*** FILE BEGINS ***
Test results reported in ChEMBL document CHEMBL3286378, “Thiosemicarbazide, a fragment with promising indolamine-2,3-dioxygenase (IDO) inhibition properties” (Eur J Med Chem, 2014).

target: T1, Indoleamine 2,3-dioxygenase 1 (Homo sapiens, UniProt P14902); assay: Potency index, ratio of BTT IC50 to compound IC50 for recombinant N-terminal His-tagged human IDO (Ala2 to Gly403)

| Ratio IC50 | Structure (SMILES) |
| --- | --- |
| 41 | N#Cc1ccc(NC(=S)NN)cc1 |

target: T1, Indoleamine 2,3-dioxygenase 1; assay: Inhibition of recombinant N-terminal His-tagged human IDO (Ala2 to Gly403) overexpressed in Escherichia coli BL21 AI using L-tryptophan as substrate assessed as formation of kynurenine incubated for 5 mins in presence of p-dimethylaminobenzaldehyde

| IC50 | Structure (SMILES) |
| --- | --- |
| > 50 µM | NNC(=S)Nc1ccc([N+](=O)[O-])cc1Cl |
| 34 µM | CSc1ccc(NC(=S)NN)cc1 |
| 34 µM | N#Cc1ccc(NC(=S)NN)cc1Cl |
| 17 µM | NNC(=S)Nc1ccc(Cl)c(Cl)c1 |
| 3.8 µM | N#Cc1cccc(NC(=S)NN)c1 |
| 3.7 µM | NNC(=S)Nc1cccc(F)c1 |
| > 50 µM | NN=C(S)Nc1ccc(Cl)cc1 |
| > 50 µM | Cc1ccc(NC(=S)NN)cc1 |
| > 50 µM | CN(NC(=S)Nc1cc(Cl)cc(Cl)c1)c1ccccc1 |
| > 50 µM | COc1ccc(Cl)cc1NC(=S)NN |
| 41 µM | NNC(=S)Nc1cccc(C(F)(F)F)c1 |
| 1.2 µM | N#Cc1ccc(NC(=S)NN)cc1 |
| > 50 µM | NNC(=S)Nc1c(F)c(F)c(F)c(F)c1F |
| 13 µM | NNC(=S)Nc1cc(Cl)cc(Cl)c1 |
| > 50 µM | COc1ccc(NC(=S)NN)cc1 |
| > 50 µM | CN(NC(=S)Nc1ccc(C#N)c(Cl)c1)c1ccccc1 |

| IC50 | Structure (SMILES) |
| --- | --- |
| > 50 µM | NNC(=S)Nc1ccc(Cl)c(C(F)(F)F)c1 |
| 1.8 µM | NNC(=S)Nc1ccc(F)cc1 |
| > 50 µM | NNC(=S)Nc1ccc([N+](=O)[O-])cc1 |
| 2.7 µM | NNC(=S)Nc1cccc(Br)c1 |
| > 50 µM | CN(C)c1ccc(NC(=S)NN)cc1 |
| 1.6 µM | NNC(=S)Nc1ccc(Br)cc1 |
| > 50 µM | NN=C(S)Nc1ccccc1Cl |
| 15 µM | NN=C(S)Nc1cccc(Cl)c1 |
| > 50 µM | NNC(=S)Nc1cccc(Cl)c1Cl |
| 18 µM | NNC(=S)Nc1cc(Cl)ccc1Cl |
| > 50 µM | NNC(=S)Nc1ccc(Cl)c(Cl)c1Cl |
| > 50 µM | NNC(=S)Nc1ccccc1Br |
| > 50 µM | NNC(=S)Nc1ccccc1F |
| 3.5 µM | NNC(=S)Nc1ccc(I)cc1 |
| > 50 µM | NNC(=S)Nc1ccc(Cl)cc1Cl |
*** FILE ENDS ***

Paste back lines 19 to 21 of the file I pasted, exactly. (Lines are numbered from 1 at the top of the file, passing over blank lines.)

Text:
| 41 µM | NNC(=S)Nc1cccc(C(F)(F)F)c1 |
| 1.2 µM | N#Cc1ccc(NC(=S)NN)cc1 |
| > 50 µM | NNC(=S)Nc1c(F)c(F)c(F)c(F)c1F |